Unrwa Financial Situation Seen ‘precarious,’ Chief Says Service Cut Would Hurt Peace
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Unrwa Financial Situation Seen ‘precarious,’ Chief Says Service Cut Would Hurt Peace

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The Commissioner-General of the United Nations Relief and Works Agency for Palestine Refugees (UNRWA) warned today that UNRWA’s financial situation is “precarious” and that the outlook for its future was “even more alarming.” The official, Laurence Michelmore, told the General Assembly in his annual report that unless UNRWA received additional contributions amounting to 10 percent of its prospective income for the current year, a reduction in services to the refugee population would be inescapable. Mr. Michelmore stated that such a reduction would result in “human hardship and suffering and the likelihood that the efforts” of Middle East peace envoy Dr. Gunnar V. Jarring “will be jeopardized.”

He said that if the Assembly should extend UNRWA’s mandate beyond June 30, 1969, the situation of the refugees would require the agency not only to maintain but also to expand its health and education services. He said it would do so to the extent that funds made it possible. Mr. Michelmore estimated that UNRWA would need $42.5 million in 1969 to carry on present programs but estimated that income was not expected to exceed $37.6 million, leaving a prospective deficit of $4.9 million.

His report covered the period of July 1, 1967 to June 30, 1968 and accounts for UNRWA’s activities and measures taken to overcome operational difficulties arising from the Six-Day War. He said that as a result of the efforts of various governments, inter-governmental organizations and voluntary agencies, the “immediate and essential physical needs” of the thousands of persons displaced by the June, 1967 war and its aftermath had been largely met. Mr. Michelmore said that about 175,000 Arabs became refugees for a second time and that there were some 350,000 newly displaced from occupied areas. He feared that the situation of the DP’s and others “is likely to worsen rather than improve” – this because “interest and aid would almost inevitably begin to dwindle with the passage of time.”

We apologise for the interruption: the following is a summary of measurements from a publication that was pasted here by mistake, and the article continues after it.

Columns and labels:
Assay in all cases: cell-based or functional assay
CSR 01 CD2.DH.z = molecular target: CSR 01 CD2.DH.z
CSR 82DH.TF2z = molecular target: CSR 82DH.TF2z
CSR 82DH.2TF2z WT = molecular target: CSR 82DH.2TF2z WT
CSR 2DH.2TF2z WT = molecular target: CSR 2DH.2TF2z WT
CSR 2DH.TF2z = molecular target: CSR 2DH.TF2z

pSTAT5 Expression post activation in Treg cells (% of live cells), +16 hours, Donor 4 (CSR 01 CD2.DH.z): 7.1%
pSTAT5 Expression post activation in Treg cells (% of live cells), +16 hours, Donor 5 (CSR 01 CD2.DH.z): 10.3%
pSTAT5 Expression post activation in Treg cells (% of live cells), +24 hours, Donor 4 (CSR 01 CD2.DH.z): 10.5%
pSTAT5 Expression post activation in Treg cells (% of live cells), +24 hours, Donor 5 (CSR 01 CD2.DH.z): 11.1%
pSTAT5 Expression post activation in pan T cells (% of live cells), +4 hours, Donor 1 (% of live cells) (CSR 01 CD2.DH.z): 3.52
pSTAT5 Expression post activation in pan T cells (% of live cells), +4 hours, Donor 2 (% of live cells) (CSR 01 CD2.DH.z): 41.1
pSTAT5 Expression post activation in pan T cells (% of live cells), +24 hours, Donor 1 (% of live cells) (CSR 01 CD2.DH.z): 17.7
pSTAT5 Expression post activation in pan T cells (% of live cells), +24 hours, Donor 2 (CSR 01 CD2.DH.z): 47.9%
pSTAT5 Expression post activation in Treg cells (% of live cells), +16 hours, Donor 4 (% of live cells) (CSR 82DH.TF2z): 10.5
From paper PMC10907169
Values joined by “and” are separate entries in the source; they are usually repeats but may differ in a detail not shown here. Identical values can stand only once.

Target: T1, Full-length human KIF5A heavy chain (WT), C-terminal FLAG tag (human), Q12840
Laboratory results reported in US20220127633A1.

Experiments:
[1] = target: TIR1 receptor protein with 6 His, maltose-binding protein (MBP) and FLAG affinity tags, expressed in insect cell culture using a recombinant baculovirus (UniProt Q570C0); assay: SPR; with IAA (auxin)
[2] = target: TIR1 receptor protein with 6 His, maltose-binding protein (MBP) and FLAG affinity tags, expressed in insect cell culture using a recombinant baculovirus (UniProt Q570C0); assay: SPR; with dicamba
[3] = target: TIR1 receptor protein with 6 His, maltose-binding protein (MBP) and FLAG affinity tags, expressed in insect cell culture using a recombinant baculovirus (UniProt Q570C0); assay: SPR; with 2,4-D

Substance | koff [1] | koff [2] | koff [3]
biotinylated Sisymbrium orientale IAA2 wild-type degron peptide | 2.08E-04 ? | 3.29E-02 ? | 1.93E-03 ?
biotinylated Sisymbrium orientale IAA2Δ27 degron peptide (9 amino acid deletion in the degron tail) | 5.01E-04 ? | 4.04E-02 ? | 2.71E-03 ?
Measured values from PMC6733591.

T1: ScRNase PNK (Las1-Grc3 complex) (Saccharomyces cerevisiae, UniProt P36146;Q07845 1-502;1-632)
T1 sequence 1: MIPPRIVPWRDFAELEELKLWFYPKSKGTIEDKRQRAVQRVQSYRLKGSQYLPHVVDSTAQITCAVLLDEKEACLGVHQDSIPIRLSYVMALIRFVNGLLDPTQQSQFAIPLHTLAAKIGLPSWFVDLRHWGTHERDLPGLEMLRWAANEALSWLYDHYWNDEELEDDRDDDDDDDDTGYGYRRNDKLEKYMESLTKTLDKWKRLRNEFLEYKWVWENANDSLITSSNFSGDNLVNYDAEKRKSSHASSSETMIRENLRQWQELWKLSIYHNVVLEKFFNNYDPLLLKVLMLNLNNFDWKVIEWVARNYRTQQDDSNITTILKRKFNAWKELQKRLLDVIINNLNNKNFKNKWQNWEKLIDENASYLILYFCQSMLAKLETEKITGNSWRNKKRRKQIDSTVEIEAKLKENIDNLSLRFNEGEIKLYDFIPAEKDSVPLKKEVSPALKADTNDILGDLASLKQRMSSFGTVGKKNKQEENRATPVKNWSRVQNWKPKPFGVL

The UN official said that UNRWA’s capacity to help was diminished by the fact that some of its best camps, schools, clinics and other facilities stood idle in the West Bank town of Jericho, while the one-time inhabitants eked out a bare subsistence in tent camps or other interim accommodations in Jordan. UNRWA had been prepared – and was still prepared – to improve conditions in the emergency tent camps, Mr. Michelmore said, but added that there was a striking incongruity between having to improvise and to expend limited resources while permanent camps and facilities lay idle on the West Bank.

He said that UNRWA’s capacity to help would be greater if, in accordance with a Security Council resolution that the Assembly endorsed the inhabitants who fled were allowed to return to places they lived in before the hostilities and where UNRWA’s installations and facilities already existed. Mr. Michelmore said that whatever progress might be achieved by Dr. Jarring, it was “more likely” that an extension of UNRWA’s mandate beyond the present limit of June 30, 1969 would be essential. The most urgent task confronting UNRWA, he said, was the provision of temporary shelter and essential services for Palestine refugees uprooted from areas of Syria that were occupied by Israel. The Commissioner-General put their number at 17,500. He said that an estimated 100,000 Syrian displaced persons were being cared for by the Damascus Government.

Mr. Michelmore said that the greatest demand for UNRWA services during the year came from Jordan where the number of Palestinian refugees increased to 455,500 plus some 38,500 from Gaza. In addition to these, the Jordan Government also registered some 246,000 persons displaced from the West Bank and the Gaza Strip, he said. In the Gaza Strip itself, the report said, the aftermath of the June, 1967 hostilities was “painful and prolonged” and was further affected by a succession of incidents, detentions, curfews, interrogations and in some instances demolition of houses. The report observed that in addition, economic activity, always precariously based in Gaza, had slumped and the demand for the agency’s services, particularly supplementary feeding, had increased.

Mr. Michelmore said that in general, cooperation between UNRWA and local authorities had been good. He said consultations had been held with the Israel Government to reconcile UNRWA statistics with those produced by the Israeli census. He said the agency’s current estimate of the number of refugees remaining on the West Bank is 245,000 of whom 140,000 are ration recipients.

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